Is it time to say goodbye to shopping carts for marijuana delivery apps? Let’s find out! Google updated its Play Store policy on Wednesday to ban apps that either sell or facilitate the sale of marijuana. So, the weed deliveries are now at threat of being removed from the Play Store. Google spokesman said,” The ban even affects the use of the apps in areas marijuana is legal”. Though, the Google Play Store will allow the users to order marijuana through an in-app shopping cart feature. Although Google has not outright prohibited these apps; it just forbids in-app purchasing.
They strictly spoke, any app that offers to sell or deliver weed or any derivative is not allowed. Not just this, they will stop apps from facilitating the sale of products containing THC, and assisting users in arranging the delivery or pick up of marijuana. On the other hand, when asked for a reason then, Google said the apps that sell marijuana are still allowed as long as it doesn’t have an in-app shopping cart. The app developers have a 30-day window to comply with the new regulation. In fact, Google will be helping to facilitate app makers with the transition. While these apps simply need to move the shopping cart flow outside of the app itself to be compliant with this new policy. Google’s spokesperson said, “We have been in contact with many developers to answer any technical query and help them implement the changes without customer disruption”.
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Actually, this is not a huge surprise because; Apple already bans apps that allow for the sale of tobacco, marijuana, or other controlled substances in a similar fashion. On iOS, apps like Weed maps and Eaze are permitted, but they don’t offer an ordering function. Similarly, Google is also applying exact policy on Google Play. In reality, this is a complex subject for Apple, Google, and other app marketplace providers to tackle. However, some states have legalized the sale of tobacco and marijuana, the laws vary. Moreover, it’s still illegal according to the federal government. Opting out of playing middleman here is possibly the right step for app marketplace platforms. We understand Google has no intention of outright banning marijuana ordering and delivery apps, that said. The company knows they’re popular and wants them to stay. The Company even giving them a grace period of 30 days to make changes and is working with the affected app developers to ensure they’ll remain accessible.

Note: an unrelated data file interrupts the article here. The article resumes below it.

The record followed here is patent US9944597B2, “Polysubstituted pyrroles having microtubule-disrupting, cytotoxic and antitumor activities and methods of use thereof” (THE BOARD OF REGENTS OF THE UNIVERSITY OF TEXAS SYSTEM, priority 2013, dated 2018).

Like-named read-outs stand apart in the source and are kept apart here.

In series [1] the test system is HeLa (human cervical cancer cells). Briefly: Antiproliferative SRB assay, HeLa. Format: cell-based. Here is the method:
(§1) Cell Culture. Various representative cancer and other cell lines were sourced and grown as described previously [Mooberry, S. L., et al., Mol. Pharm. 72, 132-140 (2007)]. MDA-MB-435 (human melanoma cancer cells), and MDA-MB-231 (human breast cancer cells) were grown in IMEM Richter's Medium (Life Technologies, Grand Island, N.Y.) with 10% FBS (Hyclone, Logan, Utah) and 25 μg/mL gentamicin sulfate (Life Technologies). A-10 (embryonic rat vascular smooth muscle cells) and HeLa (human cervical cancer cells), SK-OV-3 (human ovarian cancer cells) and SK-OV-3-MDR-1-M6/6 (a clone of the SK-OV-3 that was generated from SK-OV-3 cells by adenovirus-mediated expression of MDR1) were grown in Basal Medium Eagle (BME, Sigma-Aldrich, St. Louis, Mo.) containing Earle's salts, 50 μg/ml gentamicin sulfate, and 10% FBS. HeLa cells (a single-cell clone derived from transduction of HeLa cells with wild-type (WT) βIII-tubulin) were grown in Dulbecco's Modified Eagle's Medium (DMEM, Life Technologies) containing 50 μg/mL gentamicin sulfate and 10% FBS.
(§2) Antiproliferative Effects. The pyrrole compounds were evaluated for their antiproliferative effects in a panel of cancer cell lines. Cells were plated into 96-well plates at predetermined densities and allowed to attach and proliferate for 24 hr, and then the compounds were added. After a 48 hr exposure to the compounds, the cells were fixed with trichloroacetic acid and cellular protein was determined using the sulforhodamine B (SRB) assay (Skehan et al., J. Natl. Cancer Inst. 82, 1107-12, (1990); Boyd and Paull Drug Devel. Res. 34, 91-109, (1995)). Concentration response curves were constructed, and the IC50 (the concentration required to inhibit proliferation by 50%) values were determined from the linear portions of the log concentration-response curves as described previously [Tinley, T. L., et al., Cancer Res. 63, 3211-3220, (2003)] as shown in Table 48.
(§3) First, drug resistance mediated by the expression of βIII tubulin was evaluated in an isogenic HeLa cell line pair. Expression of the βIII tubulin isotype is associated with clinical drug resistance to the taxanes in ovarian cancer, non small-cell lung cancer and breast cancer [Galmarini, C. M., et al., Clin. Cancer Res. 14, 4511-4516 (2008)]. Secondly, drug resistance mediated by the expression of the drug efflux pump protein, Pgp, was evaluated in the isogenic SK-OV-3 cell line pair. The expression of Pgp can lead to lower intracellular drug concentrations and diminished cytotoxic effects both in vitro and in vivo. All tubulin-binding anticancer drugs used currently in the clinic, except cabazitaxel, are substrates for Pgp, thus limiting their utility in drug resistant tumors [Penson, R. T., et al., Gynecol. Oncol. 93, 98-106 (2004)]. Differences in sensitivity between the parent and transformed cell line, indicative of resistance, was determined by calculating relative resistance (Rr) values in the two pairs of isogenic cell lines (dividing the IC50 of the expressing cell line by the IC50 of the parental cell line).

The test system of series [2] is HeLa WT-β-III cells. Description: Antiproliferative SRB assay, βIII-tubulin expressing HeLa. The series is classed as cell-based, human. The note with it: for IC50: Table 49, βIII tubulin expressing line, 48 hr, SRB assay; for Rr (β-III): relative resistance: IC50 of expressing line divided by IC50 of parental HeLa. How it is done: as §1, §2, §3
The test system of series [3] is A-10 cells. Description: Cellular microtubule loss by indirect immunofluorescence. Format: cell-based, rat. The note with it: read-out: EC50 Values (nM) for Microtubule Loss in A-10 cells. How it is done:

The Developers Also Gave Some Statements On This…
“Google’s decision is a disappointing development that only helps the illegal market thrives”. Though, developers also said, “We are sure that Google will ultimately do the right and permit legal cannabis companies to do business on their platforms”. Lastly, they said, “We regret any inconvenience this may cause for customers and patients.”
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